Burning questions in Peter Falconio’s murder

 

 

It's been nearly 20 years since Peter Falconio disappeared in the Northern Territory while on the trip of a lifetime with his girlfriend of six years Joanne Lees.

The British tourists were driving their orange VW Kombi in a remote section of the Stuart Highway near Barrow Creek on the night of July 14, 2001, when Ms Lees, then 27, was allegedly tied up by a man in a white Toyota 4WD with a dog who shot Mr Falconio, 28.

Drug smuggler Bradley John Murdoch, a mechanic from WA, was convicted of Falconio's murder in 2005, but has never revealed the location of his body.

Murdoch, now 62, pleaded not guilty and has maintained his innocence despite a court sentencing him to life in jail after a DNA match found on Ms Lees' T-shirt.

The mystery has been dogged by questions over the years, fuelling doubt around Murdoch's guilty verdict.

These are the key questions:

 

WHO WAS 'JELLY MAN'?

Truck driver Vince Millar, who rescued Lees on the night of the attack, this month sensationally revealed minutes earlier he saw a red car beside the highway with two men holding a third man wobbling "like jelly".

Mr Millar told Channel Seven's Murder in the Outback program he pulled up to offer help but the pair pushed the man into the car and sped off.

But why would he hold on to such a critical detail until now? He claims it's because police never asked him about events leading up to his encounter with Ms Lees.

If it was you, what would you have done?

 

Vince Millar at Darwin Supreme Court. Picture: Brad Fleet
Vince Millar at Darwin Supreme Court. Picture: Brad Fleet

 

 

HOW DID THE DNA GET ON LEES SHIRT?

Lack of DNA in the case has dogged sceptics for years.

Questions surround how only one tiny fleck of Murdoch's blood got on Ms Lees shirt.

Scientists said the DNA samples from the VW van which the jury accepted were Murdoch's were in fact weak "mixtures" that might not have come from him at all.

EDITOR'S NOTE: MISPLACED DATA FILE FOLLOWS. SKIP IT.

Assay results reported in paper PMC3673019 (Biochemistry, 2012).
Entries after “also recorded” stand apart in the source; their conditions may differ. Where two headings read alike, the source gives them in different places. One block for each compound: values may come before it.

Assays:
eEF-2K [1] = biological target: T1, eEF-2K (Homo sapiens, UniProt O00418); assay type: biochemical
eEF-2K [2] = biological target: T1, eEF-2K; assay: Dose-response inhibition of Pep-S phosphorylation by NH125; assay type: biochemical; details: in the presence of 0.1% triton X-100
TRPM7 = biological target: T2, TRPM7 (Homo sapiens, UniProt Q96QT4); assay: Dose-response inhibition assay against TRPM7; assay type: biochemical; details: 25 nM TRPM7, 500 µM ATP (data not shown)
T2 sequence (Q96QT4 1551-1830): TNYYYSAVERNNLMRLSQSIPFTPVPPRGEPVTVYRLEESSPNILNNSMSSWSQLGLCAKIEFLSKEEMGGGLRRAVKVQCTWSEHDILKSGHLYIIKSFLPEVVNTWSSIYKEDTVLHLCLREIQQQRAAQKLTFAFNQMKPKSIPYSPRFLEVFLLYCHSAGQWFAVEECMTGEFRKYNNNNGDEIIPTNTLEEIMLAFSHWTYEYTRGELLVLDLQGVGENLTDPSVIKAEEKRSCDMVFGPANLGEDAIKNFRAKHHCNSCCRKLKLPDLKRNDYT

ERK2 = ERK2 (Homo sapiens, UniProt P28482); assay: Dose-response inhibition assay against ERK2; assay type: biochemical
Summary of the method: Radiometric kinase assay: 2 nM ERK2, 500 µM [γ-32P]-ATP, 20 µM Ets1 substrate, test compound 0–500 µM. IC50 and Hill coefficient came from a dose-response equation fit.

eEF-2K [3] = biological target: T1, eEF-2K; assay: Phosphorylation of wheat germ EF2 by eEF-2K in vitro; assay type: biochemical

Mystery also surrounds why there wasn't more DNA evidence if the attacker didn't wear gloves - Ms Lees never said the attacker did.

During the trial Dr Katrin Both, a part-time scientist with the forensic science centre in Adelaide, said she had concerns about the DNA evidence presented by the prosecution.

She said she had heard evidence about a "low copy number" DNA technique during the trial, and was worried about its reliability.

 

Joanne Lees and Peter Falconio in the VW van in Alice Springs. Picture: Northern Territory Police via AP
Joanne Lees and Peter Falconio in the VW van in Alice Springs. Picture: Northern Territory Police via AP

 

WHO IS THE CCTV SUSPECT?

CCTV footage shows a man roughly matching Murdoch's description at a Shell service station in Alice Springs a few hours after the murder.

Prosecutors used the footage to argue Murdoch was at the truck stop on his way back to Broome following the killing.

During his trial, Murdoch admitted he looked similar to the man in the footage but denied it was him.

"It looks like a lot of people," he said when pressed by the prosecutor.

But a body structure expert told the court the man in the CCTV had a different build to Murdoch.

Prof Henneberg, head of the department of anatomical science at the University of Adelaide, said: "What I could tell was that the person of interest in the CCTV image and Mr Murdoch differed in their body build and probably in their overall size and stature," he said.

 

A man baring the resemblance to Bradley John Murdoch. Picture: AP
A man baring the resemblance to Bradley John Murdoch. Picture: AP

 

Bradley John Murdoch after his arrest.
Bradley John Murdoch after his arrest.

 

 

WHO WAS THE 'WEIRDO'?

Truck driver Phil Cook said he had a conversation with a "real weirdo" at Barrow Creek the morning after the shooting.

Mr Cook in 2001 told Britain's The Sun newspaper the man told him he had camped 45m from the crime scene on the night of the killing.

He also hinted he shot his dog to avoid police attention.

The man matched the description given by Ms Lees, except for the moustache, which he told Mr Cook he'd shaved off.

Police found a shot dog near the highway soon afterwards.

Exactly how or why they eliminated that man (his name was withheld) from their inquiries was never revealed.

 

 

A sign for Barrow Creek on the Stuart Highway.
A sign for Barrow Creek on the Stuart Highway.

 

 

WHY WASN'T THERE MORE BLOOD AT THE SCENE?

Ms Lees has always maintained her boyfriend was shot dead and probably dragged away.

But police found very little blood to support the claim.

Police only found three areas on the road with blood, but there was no sign of a body being dragged.

"If a body had been shot and then dragged somewhere you would expect a blood trail. There was no blood trail in this case. Further than this, there was no blood splatter found at the scene," blood expert Professor Barry Boetcher told the Murder in the Outback program.

Mr Boetcher went as far as to say it was not enough to secure a guilty verdict.